How to Launch a Rocket to Space: Inside BURPG Part 1




Introduction: How to Launch a Rocket to Space: Inside BURPG Part 1

About: Why fix it if it ain't broken? Because it's fun.

This is going to be more of a blogg-ish entry about the Boston University Rocket Propulsion Group. Unfortunately, since we are building a pretty big rocket, the technical details are a little hush-hush. But we are trying to raise awareness of our project in the DIY world, hoping to inspire others to shoot for the stars (that was pretty corny). So, read up, learn about what we do, and hopefully this will be something that others out there will find cool and want to get involved in something similar.

We are also hoping the technology we are developing can be applied in the aerospace industry, supplying inexpensive flight to suborbital space for research purposes. The rocket currently in development pulls fewer than 5 Gs on takeoff, and is extremely low vibration. This would allow sensitive instruments that couldn't be flown on rockets before to be launched to space.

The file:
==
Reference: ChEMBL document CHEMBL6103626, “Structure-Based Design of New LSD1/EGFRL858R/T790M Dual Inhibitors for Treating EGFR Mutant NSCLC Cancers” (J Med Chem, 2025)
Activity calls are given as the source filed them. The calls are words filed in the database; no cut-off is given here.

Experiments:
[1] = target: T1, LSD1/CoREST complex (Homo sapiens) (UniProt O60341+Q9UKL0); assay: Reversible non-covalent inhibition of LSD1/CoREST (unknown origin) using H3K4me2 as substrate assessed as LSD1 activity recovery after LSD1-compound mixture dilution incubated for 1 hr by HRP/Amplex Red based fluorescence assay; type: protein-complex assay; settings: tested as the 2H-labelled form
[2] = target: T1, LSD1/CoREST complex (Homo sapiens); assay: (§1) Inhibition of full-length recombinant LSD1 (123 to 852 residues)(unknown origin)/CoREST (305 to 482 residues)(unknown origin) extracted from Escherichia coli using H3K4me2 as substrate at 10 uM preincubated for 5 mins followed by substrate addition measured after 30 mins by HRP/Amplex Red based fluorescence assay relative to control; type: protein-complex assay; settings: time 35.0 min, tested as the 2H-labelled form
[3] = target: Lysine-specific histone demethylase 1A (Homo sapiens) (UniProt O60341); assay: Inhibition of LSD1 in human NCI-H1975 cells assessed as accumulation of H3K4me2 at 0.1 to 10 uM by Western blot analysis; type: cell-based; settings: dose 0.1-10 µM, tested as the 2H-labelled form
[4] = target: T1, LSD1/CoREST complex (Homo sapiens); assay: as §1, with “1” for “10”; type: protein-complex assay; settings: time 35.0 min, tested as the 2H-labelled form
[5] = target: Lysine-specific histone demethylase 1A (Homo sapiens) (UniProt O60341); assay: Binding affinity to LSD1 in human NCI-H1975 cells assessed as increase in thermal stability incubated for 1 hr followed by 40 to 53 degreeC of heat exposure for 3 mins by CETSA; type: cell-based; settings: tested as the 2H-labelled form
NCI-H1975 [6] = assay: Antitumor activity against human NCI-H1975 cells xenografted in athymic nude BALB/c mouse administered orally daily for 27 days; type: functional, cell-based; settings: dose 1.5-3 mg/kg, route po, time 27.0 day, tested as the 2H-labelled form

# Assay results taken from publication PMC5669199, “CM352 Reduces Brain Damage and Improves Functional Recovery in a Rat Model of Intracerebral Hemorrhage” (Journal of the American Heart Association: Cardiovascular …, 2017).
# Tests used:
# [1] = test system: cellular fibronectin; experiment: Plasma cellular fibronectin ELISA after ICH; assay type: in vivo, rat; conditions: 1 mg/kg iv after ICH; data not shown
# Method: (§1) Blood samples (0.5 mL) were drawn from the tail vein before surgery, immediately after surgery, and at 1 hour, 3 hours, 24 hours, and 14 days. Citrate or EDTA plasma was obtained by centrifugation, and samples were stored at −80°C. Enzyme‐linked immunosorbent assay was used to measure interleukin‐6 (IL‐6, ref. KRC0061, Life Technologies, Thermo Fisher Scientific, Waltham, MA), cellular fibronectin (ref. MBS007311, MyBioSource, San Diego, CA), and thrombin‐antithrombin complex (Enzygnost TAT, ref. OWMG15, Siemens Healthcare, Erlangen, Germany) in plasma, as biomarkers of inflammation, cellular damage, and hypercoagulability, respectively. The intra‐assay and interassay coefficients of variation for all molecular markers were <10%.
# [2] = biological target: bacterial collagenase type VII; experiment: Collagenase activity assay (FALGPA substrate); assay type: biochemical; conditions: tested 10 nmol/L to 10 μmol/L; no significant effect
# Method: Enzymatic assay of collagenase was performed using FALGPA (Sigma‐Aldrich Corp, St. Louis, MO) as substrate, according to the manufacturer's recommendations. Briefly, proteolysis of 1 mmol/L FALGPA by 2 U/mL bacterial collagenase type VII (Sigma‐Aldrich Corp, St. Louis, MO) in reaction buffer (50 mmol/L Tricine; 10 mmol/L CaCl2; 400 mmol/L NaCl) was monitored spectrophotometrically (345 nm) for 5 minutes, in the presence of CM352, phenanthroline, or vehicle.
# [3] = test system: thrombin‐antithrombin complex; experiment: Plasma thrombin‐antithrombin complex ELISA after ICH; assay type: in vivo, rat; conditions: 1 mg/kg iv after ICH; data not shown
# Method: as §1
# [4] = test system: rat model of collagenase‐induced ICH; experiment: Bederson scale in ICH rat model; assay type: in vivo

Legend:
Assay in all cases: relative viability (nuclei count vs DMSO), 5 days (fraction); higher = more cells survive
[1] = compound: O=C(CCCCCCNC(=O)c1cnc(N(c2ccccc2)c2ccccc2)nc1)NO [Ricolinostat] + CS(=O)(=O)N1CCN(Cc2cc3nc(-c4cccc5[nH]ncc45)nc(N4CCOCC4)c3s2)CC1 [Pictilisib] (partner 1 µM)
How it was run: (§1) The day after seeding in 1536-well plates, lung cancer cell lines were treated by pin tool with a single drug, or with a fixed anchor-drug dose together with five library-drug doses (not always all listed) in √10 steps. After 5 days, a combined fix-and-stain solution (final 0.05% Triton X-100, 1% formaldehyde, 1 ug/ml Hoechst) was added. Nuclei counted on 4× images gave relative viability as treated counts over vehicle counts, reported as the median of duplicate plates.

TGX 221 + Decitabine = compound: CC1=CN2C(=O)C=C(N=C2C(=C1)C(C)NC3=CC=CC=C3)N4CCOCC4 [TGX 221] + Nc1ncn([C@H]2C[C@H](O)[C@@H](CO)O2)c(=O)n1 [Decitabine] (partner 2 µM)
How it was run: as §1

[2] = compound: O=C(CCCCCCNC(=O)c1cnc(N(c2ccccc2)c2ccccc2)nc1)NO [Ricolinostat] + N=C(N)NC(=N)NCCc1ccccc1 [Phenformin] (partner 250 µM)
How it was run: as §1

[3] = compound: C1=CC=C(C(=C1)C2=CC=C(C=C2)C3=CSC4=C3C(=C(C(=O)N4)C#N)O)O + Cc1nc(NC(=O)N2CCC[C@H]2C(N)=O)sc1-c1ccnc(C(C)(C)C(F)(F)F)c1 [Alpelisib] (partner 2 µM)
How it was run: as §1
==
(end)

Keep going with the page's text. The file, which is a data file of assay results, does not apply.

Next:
Also, I would like to also apologize for my lack of publishing as of recently. Most (all) of my free time has been absorbed by BURPG work. As part of us coming out to the public about our work, I thought I would share my experience with BURPG.

We are currently relying on crowd funding to complete the Mk. V rocket, which is going to be a record-breaking rocket system highlighted in future posts here on Instructables. We have partnered with Rocket Mavericks for the crowd funding. There are some cool incentives including posters and memorabilia launched into space by us up for grabs if you help us out. So check it out:

We also have a Facebook page and Twitter. Follow and like us for some cool updates, and to help spread the word about our work. Part of what we do is show the public the value in engineering, and we can't do that without some public attention. We appreciate the help!!